Monday, July 24, 2006

The HCA deal is done

The closing probably won't be till the 4th quarter, assuming the federal regulators bless it and the board doesn't get a better offer, but HCA's board has approved the sale of the company to an aglomeration of investment bankers and the founding Frist family. Of course, no one can quite agree whether the deal is worth $21 billion, $31 billion, or $33 billion, but what's a few billion here or there?

The biggest disparity in the reported figures is probably attributable to the $10.6 billion of debt that's being assumed. Once the reporting settles on the value of the deal, it will be in the $31-33 billion range. As Forbes is reporting, their estimate of $31.6 billion would make this the largest leveraged buyout in U.S. history, exceeding KKR's $31.1 billion purchase of RJR Nabisco in 1989. (KKR is also involved in the HCA deal.)

From a health policy perspective, I expect the pundits to ask the question whether for-profit health care ought to be so profitable that it would lead savvy business people to shell out this kind of money. Forbes' title for one of its on-line stories this morning unintentionally sums it up nicely: "Health Is Wealth." When a health care provider can throw of this amount of wealth for private investors, it's bound to fuel questions about whether patients and payers, including the federal government, are paying too much for what they receive.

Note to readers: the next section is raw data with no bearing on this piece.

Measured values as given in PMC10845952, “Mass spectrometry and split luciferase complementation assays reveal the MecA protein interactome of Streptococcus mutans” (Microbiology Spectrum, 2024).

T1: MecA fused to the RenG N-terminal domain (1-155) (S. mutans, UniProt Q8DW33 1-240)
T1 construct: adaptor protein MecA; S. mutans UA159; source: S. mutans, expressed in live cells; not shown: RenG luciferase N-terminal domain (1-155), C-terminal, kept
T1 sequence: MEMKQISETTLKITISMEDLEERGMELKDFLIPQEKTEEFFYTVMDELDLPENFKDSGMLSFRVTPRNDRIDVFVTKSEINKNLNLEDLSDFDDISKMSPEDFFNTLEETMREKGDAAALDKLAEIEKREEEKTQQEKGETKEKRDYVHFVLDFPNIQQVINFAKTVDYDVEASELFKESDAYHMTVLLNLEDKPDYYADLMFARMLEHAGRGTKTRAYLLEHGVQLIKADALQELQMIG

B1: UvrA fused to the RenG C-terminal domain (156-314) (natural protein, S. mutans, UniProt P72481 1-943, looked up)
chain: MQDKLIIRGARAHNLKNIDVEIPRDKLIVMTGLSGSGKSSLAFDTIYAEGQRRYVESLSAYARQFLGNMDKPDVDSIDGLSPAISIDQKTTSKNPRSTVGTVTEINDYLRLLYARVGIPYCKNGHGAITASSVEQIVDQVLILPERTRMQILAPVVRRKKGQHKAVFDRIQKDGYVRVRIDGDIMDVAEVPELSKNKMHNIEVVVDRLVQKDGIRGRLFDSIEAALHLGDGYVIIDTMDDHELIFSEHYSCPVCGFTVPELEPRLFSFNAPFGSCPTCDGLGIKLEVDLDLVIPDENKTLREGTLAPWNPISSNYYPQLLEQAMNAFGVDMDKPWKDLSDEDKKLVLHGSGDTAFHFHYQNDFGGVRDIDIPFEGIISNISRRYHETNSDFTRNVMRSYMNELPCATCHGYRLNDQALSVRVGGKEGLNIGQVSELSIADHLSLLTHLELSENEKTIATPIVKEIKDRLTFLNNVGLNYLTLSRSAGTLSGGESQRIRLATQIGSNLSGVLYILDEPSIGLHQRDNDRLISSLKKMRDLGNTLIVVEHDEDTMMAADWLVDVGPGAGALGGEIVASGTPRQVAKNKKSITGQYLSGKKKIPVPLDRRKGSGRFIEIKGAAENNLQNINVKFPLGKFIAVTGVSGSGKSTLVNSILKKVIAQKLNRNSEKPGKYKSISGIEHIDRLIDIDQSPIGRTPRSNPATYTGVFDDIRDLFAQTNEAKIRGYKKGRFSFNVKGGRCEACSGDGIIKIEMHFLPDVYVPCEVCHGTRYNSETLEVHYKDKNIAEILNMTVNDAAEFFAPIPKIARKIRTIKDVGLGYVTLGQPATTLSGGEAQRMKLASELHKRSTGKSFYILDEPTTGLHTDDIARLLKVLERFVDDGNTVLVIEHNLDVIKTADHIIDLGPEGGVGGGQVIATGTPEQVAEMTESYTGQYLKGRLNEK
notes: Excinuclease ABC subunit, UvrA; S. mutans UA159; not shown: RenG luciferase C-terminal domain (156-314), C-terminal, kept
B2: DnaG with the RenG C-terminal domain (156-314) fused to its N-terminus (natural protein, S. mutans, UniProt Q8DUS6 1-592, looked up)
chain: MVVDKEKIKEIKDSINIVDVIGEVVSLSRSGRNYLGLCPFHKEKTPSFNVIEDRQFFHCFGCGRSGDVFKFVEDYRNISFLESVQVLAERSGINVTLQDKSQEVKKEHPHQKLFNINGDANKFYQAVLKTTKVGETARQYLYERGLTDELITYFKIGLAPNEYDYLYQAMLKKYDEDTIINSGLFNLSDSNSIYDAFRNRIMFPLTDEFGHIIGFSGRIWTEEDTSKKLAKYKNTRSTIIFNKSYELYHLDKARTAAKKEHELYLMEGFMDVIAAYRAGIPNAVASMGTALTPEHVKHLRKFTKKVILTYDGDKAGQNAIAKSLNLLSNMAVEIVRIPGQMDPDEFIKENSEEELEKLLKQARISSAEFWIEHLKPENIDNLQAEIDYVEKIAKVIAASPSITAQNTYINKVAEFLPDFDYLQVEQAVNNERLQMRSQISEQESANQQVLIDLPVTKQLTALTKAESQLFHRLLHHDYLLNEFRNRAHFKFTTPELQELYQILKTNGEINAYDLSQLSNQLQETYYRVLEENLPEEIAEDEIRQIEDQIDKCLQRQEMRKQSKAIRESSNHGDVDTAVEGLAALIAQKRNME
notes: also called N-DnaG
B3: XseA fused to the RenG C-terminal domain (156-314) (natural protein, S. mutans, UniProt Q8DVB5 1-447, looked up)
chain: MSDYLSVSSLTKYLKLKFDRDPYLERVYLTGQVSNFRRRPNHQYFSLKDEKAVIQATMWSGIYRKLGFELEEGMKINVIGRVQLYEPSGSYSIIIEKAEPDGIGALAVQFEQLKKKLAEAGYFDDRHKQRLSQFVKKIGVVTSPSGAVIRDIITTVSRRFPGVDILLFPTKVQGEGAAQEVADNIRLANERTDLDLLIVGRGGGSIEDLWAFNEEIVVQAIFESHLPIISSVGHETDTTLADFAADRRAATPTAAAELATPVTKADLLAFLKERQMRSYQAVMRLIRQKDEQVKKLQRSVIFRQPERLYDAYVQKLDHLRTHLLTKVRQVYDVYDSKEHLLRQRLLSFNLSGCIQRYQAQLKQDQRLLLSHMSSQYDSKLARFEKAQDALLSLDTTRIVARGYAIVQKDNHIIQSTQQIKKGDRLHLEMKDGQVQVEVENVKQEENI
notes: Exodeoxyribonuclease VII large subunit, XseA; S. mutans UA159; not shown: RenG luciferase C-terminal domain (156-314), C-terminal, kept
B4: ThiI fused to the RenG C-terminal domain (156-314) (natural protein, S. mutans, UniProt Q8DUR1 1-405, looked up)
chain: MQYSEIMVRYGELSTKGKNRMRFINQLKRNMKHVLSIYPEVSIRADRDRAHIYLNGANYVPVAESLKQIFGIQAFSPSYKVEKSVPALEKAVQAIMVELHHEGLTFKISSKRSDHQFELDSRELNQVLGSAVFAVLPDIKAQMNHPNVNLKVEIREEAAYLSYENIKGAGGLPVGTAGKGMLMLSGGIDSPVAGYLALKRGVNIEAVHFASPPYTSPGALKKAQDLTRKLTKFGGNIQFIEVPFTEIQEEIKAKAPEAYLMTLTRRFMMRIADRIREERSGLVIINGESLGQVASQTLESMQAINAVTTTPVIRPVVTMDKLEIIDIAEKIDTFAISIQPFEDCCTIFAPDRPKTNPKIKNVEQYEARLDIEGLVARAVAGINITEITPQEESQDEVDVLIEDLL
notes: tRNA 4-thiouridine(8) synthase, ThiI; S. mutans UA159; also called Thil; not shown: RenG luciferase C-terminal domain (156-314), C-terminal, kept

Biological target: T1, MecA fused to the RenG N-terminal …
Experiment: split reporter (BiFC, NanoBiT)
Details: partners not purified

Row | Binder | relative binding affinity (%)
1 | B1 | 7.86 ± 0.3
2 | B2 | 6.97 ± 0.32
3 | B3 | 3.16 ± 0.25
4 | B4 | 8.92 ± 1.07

The investors are also giving us their take on the long-term future of health care in this country. From Forbes: "Apart from betting that economic conditions in the U.S. will remain stable, the suitors will be hoping that the aging American population continues to prompt higher spending on health care, and that the government eventually resolves the problem of uninsured patients."

posted by Tom Mayo, 9:05 AM

Health care law (including public health law, medical ethics, and life sciences), with digressions into constitutional law, poetry, and other things that matter